Growing interest in Dereham man’s Doctor Who stories
PUBLISHED: 06:30 23 May 2011
Archant copyright 2011
A Dereham writer who penned a series of four-part stories for Tom Baker’s Doctor Who says interest in the classic series is increasing thanks to the show’s revivial.
Doctor Who facts
The first episode of Doctor Who was broadcast on the BBC on November 23, 1963.
Called An Unearthly Child, it featured William Hartnell as the first Doctor.
Tom Baker, right, was the fourth Doctor and played him from 1974 until 1981 when Peter Davidson took over.
After 26 series and seven Doctors, the sci-fi drama disappeared from television screens in 1989.
A Doctor Who film, starring Paul McGann, came out in May 1996.
The television series was revived in 2005 with Christopher Eccleston taking on the main role.
Former UEA student Matt Smith, right, currently stars as the 11th incarnation of the Doctor.
Filmmaker Ridley Scott was the BBC designer originally allocated to design the Daleks. He never carried out the task as Raymond P Cusick, who was able to commit for a longer period, replaced him.
TARDIS stands for Time and Relative Dimension In Space – and it’s bigger on the inside that the outside.
His imagination created the Creature in the Pit, the Androids of Tara and the Argolin.
More than 30 years ago, David Fisher was responsible for the enthralling and sometimes downright frightening escapades of Tom Baker’s Doctor Who and his very stripey scarf.
And now, as he brings the Ogri back to life with a new audio book of The Stones of Blood, the Dereham-based script writer has found interest in the classic tales is growing once again.
Mr Fisher was first asked to have a go at penning a Doctor Who adventure by the then script editor Tony Read.
A fan of the series himself, the request went down particularly well with his son and two daughters.
“My children thought it was marvellous,” he said. “The way we all watched Doctor Who was from behind the sofa.”
The 82-year-old wrote his first adventure – The Stones of Blood – for the 16th series of the drama featuring Tom Baker and went on to write two more four-part stories, The Androids of Tara and The Creature From the Pit.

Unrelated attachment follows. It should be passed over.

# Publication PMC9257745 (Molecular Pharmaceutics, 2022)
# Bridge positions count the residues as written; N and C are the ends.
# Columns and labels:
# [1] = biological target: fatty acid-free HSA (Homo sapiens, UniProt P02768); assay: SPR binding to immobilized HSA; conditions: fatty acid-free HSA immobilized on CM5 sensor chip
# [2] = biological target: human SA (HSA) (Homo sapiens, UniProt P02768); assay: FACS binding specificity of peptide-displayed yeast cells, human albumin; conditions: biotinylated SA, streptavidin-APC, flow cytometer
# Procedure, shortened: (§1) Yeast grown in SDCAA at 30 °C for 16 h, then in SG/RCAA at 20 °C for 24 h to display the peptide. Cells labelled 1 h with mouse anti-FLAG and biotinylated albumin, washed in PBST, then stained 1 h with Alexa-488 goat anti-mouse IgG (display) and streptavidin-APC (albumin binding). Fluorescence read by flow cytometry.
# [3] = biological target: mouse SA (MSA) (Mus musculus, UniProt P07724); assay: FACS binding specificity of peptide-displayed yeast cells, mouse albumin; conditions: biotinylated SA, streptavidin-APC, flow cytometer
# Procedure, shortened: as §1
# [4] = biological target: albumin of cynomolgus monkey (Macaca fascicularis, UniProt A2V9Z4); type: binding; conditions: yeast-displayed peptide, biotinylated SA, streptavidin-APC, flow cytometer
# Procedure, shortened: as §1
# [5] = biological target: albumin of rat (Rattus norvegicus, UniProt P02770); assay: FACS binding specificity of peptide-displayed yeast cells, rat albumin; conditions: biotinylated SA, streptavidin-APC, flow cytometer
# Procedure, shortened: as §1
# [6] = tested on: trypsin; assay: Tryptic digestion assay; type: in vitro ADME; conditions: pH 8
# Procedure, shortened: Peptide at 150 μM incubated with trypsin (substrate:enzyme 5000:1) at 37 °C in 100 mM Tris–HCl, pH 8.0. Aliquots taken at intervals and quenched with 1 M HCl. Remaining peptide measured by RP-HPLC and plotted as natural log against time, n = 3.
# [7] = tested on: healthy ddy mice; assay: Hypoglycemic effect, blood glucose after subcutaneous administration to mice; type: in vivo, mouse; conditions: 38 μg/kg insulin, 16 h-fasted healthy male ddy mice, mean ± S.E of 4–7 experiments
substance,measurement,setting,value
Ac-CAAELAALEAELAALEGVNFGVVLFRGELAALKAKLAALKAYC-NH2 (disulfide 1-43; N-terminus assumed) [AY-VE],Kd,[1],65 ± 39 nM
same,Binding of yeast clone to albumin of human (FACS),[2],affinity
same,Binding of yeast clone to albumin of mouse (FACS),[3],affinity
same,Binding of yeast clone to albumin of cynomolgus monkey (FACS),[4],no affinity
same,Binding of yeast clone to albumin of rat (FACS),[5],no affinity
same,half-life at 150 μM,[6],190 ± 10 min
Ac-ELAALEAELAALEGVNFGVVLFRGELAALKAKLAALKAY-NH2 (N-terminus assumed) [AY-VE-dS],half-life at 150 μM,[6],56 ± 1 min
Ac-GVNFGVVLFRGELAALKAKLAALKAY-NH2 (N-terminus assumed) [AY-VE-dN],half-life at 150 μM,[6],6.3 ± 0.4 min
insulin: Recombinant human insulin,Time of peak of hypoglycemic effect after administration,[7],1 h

He also co-wrote a fourth with Douglas Adams called City of Death, which aired as part of the 17th series.
Mr Fisher said he enjoyed his time with the show which gave his imagination free rein – to a certain extent.
“I remember being called in once,” he said. “The producer said, ‘We’ve got a major problem. We’ve had letters from 12-year-old boys saying the physics couldn’t work. In the future, can you guarantee the physics will work’?”
Mr Fisher decided to get in touch with scientists working at a Cambridge astronomy centre, near where he lived, and asked if he could talk some ideas through with them.
“It turned out they were Doctor Who mad,” he said.
The experts helped him not only come up with a way for the Creature in the Pit to threaten an entire planet with a neutron star but also a way to stop it. Mr Fisher said: “They said ‘that’s perfectly simple too. Just wrap it in tin foil’.”
The writer’s episodes aired between 1978 and 1980, with Mr Fisher joining actors and crew on set for the rehearsals and filming of each one.
But he then decided to move on and try his hand at other television series, as well as writing books and even a musical.
Mr Fisher, who moved to Dereham in 2001 with his second wife Barbara Weller, said: “Doctor Who became much more serious. They lost the comedy element which I thought was a pity. When it was light I was happy to write but it became a bit heavy – the last thing you want to do is bore yourself when you’re writing.”
Despite no longer writing for the television shows, the grandfather-of-seven has certainly not left the series behind. As well as adapting his own stories into novels, the writer has recently had the task of turning his first-ever Doctor Who tale into an audio book.
He said interest in the older stories seemed to be increasing thanks to the revival of the series, which currently features former UEA student Matt Smith as the 11th Doctor.
“Doctor Who seems to be having another lease of life. I’ve just had to do an interview for someone who’s writing for an American Doctor Who magazine.
“It seems to have taken off again.”
Mr Fisher’s other writing credits include Dixon of Dock Green, Hammer House of Horror and Crown Court for Granada Television.
But his CV could have included one or two other high profile programmes.
“I foolishly once turned down Coronation Street because it meant going up to Manchester a lot,” he said. “I was also approached very early on by Not the Nine O’Clock news. I said no, I was trying to write a sit com. Who knows what would have happened if I had said yes?”
The Doctor Who: The Stones of Blood audio book is available now as both a digital download and four-CD set.
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